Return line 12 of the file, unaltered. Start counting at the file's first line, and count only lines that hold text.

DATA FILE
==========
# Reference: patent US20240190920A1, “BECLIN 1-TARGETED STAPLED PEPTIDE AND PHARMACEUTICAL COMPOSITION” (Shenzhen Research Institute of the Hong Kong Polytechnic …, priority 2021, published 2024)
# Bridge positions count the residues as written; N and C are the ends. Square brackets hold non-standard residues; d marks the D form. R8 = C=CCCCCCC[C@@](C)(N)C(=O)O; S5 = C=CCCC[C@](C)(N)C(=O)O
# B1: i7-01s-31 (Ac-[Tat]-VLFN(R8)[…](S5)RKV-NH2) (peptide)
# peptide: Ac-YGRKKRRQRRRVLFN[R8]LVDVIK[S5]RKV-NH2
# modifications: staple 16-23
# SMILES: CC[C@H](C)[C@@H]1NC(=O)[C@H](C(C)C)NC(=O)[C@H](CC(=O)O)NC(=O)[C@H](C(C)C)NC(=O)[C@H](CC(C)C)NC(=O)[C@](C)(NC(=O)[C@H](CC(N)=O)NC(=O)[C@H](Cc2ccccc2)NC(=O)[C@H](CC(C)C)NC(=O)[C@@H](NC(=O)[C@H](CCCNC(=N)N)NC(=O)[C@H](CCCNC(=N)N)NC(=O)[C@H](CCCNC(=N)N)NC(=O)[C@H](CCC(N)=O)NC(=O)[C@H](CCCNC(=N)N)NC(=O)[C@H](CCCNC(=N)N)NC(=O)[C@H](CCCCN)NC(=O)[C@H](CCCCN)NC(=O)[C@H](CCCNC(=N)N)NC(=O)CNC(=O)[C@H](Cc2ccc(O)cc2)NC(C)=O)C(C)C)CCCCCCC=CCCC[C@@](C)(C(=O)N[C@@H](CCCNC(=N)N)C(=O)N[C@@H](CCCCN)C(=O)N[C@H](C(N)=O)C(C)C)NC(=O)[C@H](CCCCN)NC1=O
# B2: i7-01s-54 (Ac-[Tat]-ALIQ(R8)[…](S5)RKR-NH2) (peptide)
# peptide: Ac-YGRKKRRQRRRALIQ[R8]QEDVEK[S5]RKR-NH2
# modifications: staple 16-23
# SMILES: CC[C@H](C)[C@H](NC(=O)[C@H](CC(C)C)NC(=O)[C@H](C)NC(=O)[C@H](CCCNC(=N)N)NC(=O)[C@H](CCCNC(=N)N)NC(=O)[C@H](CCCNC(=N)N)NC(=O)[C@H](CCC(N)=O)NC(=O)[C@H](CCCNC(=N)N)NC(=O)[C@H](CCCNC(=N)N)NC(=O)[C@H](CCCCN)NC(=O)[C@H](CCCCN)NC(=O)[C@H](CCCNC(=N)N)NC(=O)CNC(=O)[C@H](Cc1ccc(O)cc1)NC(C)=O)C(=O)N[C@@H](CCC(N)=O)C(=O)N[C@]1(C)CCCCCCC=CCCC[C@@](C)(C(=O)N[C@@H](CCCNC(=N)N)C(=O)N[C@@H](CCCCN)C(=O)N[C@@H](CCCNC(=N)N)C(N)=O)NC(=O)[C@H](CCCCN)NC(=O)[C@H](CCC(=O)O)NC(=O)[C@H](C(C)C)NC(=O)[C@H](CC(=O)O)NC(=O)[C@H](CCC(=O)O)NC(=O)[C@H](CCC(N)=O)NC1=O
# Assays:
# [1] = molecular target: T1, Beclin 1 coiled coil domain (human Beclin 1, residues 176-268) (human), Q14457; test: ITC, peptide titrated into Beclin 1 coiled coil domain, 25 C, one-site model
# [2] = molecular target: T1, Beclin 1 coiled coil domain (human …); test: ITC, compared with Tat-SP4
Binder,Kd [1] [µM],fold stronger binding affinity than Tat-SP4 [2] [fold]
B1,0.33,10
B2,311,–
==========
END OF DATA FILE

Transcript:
# [1] = molecular target: T1, Beclin 1 coiled coil domain (human Beclin 1, residues 176-268) (human), Q14457; test: ITC, peptide titrated into Beclin 1 coiled coil domain, 25 C, one-site model